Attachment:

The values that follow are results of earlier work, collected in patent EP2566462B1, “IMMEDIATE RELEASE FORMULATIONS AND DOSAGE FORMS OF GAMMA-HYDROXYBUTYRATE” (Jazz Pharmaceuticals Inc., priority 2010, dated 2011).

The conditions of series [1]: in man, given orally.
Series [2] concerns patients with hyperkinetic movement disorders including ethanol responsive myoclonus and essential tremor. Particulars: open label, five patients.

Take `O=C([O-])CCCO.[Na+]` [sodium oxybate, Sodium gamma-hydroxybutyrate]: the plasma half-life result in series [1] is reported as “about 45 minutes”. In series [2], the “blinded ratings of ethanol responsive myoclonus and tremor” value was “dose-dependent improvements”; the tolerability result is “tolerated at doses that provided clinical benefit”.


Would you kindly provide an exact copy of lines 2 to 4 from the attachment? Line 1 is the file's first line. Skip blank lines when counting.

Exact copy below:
The conditions of series [1]: in man, given orally.
Series [2] concerns patients with hyperkinetic movement disorders including ethanol responsive myoclonus and essential tremor. Particulars: open label, five patients.

Take `O=C([O-])CCCO.[Na+]` [sodium oxybate, Sodium gamma-hydroxybutyrate]: the plasma half-life result in series [1] is reported as “about 45 minutes”. In series [2], the “blinded ratings of ethanol responsive myoclonus and tremor” value was “dose-dependent improvements”; the tolerability result is “tolerated at doses that provided clinical benefit”.